Top Row (left to right), Courtesy of Open Road Films, Twentieth Century Fox, Warner Bros., Focus Features, Disney/Pixar, Second Row (left to right), Fox Searchlight, Roadside Attractions, DreamWorks Pictures, Universal Pictures, Twentieth Century Fox, Third Row (left to right), Columbia Pictures, A24, Twentieth Century Fox, The Weinstein Company, Focus Features
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Bridge of Spies (read our review)
You may want to “duck and cover” all over again in this chilling Cold War drama from Steven Spielberg. As a lawyer who must persuade the Soviets to release U-2 pilot Francis Gary Powers, Tom Hanks is an everyman agent intent on stopping the world from incinerating itself.
A young Irish woman (Saoirse Ronan) finds love in 1950s New York in this exuberant, unapologetically innocent tale. Screenwriter Nick Hornby’s quiet narrative melds with director John Crowley’s patient pacing to create a beautiful film.
It started as a Patricia Highsmith novel, so expect buried secrets galore in this lushly atmospheric tale of a married woman (Cate Blanchett) leading a closeted life in New York City in the 1950s. She falls hard for a shopgirl (Rooney Mara) who’s seeking to better her station.
Pathologist Bennet Omalu (Will Smith) never meant to become a crusader, yet he found himself a lightning rod when he proved brain damage can occur in NFL players who get hit repeatedly. Smith plays the good doc with cool detachment, his life turned inside out by doing the right thing.
The Danish Girl
This timely corrective reminds us boomers didn’t invent transgender identity. Set in the 1920s-30s, it tells the compelling true story of Lili Elbe (Eddie Redmayne), a man who had surgery to become a woman. It’s a poignant account of love enduring under extreme circumstances.
Inside Out (read our review)
Pixar does it again, this time portraying the emotions of a tween girl as characters such as Joy (Amy Poehler) and Anger (Lewis Black), who guide her through the trials of growing up. Hilarious and heartbreaking, the movie teaches us to treasure the full range of our emotions.
The Intern (read our review)
What could hatch more dumb ageist jokes than a comedy about a bored retiree (Robert De Niro) who’s interning for a young Internet exec (Anne Hathaway)? Thank you, director Nancy Meyers, for not letting that happen. Everyone learns — hilariously — from everyone else.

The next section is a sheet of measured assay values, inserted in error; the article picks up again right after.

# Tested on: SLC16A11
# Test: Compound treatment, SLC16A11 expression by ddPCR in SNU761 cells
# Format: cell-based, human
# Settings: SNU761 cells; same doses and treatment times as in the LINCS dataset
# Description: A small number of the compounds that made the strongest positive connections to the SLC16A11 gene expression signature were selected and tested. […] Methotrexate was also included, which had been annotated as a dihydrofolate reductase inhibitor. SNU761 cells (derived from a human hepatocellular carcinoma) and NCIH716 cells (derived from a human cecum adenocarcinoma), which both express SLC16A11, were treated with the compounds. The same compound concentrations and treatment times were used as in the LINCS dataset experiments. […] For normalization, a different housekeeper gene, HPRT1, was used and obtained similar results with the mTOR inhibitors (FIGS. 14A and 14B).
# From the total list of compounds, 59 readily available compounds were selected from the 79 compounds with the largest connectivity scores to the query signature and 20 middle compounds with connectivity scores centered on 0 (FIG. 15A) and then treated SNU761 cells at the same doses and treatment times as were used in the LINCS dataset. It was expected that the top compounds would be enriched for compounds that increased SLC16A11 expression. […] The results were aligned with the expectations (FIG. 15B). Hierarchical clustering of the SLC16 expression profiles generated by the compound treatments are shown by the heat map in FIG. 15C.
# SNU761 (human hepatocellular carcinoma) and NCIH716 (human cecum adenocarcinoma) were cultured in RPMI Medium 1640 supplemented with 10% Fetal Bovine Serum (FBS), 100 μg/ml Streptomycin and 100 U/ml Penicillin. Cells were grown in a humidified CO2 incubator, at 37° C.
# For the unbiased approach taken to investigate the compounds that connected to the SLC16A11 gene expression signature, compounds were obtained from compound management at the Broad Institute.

Housewife and ex-waitress Joy Mangano (Jennifer Lawrence) created the Miracle Mop in 1990 and became an overnight Home Shopping Network icon. Here’s the delirious story of her family business, including combative parents played by Robert De Niro and Virginia Madsen.
Love & Mercy (read our review)
The music alone would land this bio of Beach Boy Brian Wilson on any grownup-movie list. Director Bill Pohlad uses different actors (Paul Dano, John Cusack) to play the young and older Wilson, whose lifelong battle with mental illness yields a narrative as tough to watch as it is glorious to hear.
The Martian (read our review)
Marooned on Mars, an astronaut (Matt Damon) must use his wits to stay alive until NASA can come to his rescue. It’s the ultimate survival story, but director Ridley Scott never resorts to cheap thrills — or easy villains. See it if you like your heroes endowed with ingenuity and stubborn good nature.
Room (read our review)
Emma Donoghue’s best-selling novel about the bond between a mother and her 5-year-old child — the latter kept captive his entire life — has become a perennial book-club favorite. It comes to life on-screen through riveting work by Brie Larson, Joan Allen and William H. Macy.
The Second Best Exotic Marigold Hotel (read our review)
Only the originators of a franchise that has made it cool for grownups to “go to the pictures” again would have the cheek to name a sequel “second best.” But with Maggie Smith, Judi Dench and Richard Gere on board, this is a first-rate look at life’s possibilities at any age.
Meryl Streep and Helena Bonham Carter give inspiring performances in a historical film based on the women’s rights movement in Britain during the early 1910s. Frozen out of power, the women turn to violence — and Streep lands on a most-wanted poster.